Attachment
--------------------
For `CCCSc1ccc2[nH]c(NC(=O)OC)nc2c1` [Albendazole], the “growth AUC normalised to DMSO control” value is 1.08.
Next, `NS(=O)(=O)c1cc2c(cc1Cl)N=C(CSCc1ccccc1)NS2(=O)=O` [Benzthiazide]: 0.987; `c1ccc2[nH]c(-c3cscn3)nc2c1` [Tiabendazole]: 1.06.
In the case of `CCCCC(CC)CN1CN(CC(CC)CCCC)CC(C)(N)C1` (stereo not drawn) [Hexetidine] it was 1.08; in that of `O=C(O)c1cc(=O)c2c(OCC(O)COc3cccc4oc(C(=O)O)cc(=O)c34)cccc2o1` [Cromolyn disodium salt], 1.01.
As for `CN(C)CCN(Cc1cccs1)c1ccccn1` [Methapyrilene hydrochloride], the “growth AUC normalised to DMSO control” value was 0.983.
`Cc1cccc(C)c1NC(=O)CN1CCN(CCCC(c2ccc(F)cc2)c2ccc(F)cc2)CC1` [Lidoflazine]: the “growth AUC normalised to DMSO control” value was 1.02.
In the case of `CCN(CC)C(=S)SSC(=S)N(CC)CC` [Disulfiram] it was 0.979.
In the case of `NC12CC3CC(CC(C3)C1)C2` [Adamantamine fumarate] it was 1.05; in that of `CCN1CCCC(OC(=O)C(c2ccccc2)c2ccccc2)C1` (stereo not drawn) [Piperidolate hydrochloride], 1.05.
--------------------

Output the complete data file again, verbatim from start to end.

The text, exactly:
For `CCCSc1ccc2[nH]c(NC(=O)OC)nc2c1` [Albendazole], the “growth AUC normalised to DMSO control” value is 1.08.
Next, `NS(=O)(=O)c1cc2c(cc1Cl)N=C(CSCc1ccccc1)NS2(=O)=O` [Benzthiazide]: 0.987; `c1ccc2[nH]c(-c3cscn3)nc2c1` [Tiabendazole]: 1.06.
In the case of `CCCCC(CC)CN1CN(CC(CC)CCCC)CC(C)(N)C1` (stereo not drawn) [Hexetidine] it was 1.08; in that of `O=C(O)c1cc(=O)c2c(OCC(O)COc3cccc4oc(C(=O)O)cc(=O)c34)cccc2o1` [Cromolyn disodium salt], 1.01.
As for `CN(C)CCN(Cc1cccs1)c1ccccn1` [Methapyrilene hydrochloride], the “growth AUC normalised to DMSO control” value was 0.983.
`Cc1cccc(C)c1NC(=O)CN1CCN(CCCC(c2ccc(F)cc2)c2ccc(F)cc2)CC1` [Lidoflazine]: the “growth AUC normalised to DMSO control” value was 1.02.
In the case of `CCN(CC)C(=S)SSC(=S)N(CC)CC` [Disulfiram] it was 0.979.
In the case of `NC12CC3CC(CC(C3)C1)C2` [Adamantamine fumarate] it was 1.05; in that of `CCN1CCCC(OC(=O)C(c2ccccc2)c2ccccc2)C1` (stereo not drawn) [Piperidolate hydrochloride], 1.05.